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** Daniel Christopher**^{*}

Department of Mathematics and Statistics, The University of Cambridgeâ, Cambridge, United States

- *Corresponding Author:
- Daniel Christopher

Department of Mathematics and Statistics,

The University of Cambridge,

Cambridge

United States

**E-mail:**Danielchristo12@gmail.edu

** Received:** 15-Mar-2022, Manuscript No. JSMS-22-57473; **Editor assigned:** 17- Mar-2022, Pre QC No. JSMS-22-57473 (PQ); **Reviewed:** 31- Mar-2022, QC No. JSMS-22-57473; **Accepted: **04-Apr-2022, Manuscript No.** **JSMS-22-57473 (A); **Published:** 11-Apr-2022, DOI: 10.4172/ J Stats Math Sci.8.3.004.

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A coordinate system is a geometry system that uses one or more numbers, or coordinates, to uniquely determine the location of points or other geometric components on a manifold, such as Euclidean space. The order of the coordinates is important, and they can be recognized by their position in an ordered tuple or by a letter, as in "the x-coordinate." The coordinates are supposed to be real numbers in fundamental mathematics, although they might be complex numbers or members of a more abstract system like a commutative ring. Analytic geometry is based on the usage of a coordinate system, which allows issues in geometry to be transformed into questions regarding numbers and vice versa.

**Number line**

The simplest example of a coordinate system is the use of a number line to identify points on a line with real numbers. On a given line, an arbitrary point O (the origin) is picked in this system. The coordinate of a point P is the signed distance from O to P, where the signed distance is the distance regarded positive or negative depending on which side of the line P lies. A unique coordinate is assigned to each point, and each real number is the coordinate of a single point.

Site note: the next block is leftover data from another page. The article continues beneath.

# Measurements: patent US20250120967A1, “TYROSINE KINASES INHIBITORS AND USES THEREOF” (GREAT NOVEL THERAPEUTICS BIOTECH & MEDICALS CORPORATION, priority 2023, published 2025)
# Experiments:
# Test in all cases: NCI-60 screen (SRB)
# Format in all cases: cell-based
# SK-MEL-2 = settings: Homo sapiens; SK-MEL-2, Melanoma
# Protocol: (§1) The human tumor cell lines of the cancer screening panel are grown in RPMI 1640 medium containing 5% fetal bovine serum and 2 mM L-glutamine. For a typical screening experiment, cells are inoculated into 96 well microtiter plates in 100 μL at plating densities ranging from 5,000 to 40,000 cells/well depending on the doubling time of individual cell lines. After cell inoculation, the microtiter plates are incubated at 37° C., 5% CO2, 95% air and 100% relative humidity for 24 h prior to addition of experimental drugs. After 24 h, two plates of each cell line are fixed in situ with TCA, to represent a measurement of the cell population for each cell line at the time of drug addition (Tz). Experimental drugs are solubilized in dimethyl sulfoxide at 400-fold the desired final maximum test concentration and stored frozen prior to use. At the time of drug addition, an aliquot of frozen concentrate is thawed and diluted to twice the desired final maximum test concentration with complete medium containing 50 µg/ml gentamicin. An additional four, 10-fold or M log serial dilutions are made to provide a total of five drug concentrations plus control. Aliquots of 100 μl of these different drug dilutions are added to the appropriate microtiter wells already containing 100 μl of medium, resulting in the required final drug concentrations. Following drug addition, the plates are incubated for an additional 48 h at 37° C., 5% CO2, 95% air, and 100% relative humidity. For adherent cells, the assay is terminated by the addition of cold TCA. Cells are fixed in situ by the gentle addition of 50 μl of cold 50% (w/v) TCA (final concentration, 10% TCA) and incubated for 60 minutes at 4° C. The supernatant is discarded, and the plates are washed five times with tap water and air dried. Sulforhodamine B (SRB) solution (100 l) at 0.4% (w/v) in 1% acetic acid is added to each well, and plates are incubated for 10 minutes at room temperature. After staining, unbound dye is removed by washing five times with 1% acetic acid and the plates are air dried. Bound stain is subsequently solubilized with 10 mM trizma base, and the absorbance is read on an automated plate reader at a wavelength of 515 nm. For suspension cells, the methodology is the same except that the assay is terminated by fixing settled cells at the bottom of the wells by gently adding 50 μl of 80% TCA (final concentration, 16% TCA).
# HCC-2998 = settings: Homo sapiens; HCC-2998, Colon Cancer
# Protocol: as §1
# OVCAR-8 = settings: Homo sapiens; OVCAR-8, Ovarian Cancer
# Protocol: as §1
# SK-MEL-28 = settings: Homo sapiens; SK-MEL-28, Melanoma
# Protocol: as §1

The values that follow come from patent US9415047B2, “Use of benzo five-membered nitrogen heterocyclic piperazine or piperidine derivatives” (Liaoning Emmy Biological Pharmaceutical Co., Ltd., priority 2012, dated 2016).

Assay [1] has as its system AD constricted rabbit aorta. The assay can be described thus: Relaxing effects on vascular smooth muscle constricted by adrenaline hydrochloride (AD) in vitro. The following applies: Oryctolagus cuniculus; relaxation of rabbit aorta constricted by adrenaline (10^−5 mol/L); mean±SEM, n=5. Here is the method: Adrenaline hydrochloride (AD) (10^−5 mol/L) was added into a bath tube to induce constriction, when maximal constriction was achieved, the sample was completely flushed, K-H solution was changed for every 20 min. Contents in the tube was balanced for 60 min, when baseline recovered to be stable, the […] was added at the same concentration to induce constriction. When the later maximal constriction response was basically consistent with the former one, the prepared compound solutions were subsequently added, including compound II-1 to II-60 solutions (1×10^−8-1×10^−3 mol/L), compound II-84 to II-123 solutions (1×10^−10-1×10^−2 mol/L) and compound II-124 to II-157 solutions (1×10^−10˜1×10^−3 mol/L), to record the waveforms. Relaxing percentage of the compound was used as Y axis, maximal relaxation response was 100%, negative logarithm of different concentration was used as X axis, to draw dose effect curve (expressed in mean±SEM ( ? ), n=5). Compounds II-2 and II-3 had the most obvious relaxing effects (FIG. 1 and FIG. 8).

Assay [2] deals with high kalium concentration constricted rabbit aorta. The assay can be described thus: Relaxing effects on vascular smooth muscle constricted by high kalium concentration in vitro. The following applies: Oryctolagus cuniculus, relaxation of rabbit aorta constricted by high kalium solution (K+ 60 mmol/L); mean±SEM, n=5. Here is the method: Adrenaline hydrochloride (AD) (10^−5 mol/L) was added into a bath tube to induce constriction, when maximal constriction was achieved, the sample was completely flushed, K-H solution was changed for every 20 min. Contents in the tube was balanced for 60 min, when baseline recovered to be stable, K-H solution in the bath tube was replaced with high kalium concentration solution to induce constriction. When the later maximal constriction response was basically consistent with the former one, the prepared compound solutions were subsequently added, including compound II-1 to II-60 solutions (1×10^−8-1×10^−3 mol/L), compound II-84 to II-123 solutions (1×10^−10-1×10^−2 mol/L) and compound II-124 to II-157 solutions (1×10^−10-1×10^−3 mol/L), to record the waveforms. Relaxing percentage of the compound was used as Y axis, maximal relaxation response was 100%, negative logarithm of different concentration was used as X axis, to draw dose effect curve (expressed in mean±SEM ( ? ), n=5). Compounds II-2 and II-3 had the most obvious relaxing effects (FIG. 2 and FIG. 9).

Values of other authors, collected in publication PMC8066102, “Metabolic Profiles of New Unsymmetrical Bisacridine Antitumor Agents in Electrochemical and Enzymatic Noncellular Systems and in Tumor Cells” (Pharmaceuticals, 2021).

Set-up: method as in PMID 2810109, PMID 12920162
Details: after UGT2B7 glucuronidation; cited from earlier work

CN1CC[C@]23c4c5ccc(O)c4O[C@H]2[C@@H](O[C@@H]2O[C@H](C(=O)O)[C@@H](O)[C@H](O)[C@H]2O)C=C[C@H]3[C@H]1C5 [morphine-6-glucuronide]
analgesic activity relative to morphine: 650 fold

**Cartesian coordinate system**

The Cartesian coordinate system is a classic example of a coordinate system. Two perpendicular lines are chosen in the plane, and the coordinates of a point are the signed distances between them. Three mutually orthogonal planes are chosen in three dimensions, and the three coordinates of a point are the signed distances between them. Any point in n-dimensional Euclidean space may be given n coordinates using this method.

The three-dimensional system can be right-handed or left-handed depending on the orientation and order of the coordinate axes. This is only one of the numerous coordinate systems accessible.

**Polar coordinate system**

The polar coordinate system is another frequent planar coordinate system. The pole is picked, and the polar axis is determined by a beam emanating from that location. There is a single line across the pole whose angle with the polar axis is for a given angle (measured counter clockwise from the axis to the line). Then, for the given integer r, there is a single point on this line whose signed distance from the origin is r. There is a single point for each pair of coordinates (r, ÃÂ) however every point is represented by numerous pairs of coordinates.

**Cylindrical and spherical coordinate systems**

The polar coordinate system may be extended to three dimensions using one of two ways. A z-coordinate with the same meaning as in Cartesian coordinates is added to the r and polar coordinates in the cylindrical coordinate system, yielding a triple (r,ÃÂ, z). Spherical coordinates go even farther by translating the pair of cylindrical coordinates (r, z) to polar coordinates (ρ,ÃÂ), yielding a triple (ρ,ÃÂ,ÃÂ).

**Homogeneous coordinate system**

A triple (x, y, z) can be used to represent a point in the plane in homogeneous coordinates, where x/z and y/z are the point's Cartesian coordinates. Because only two coordinates are required to identify a point on the plane, this system provides an "extra" coordinate, but it is beneficial in that it may represent any point on the projective plane without using infinity. In general, a homogeneous coordinate system is one in which only the coordinate ratios, not the actual values, are relevant.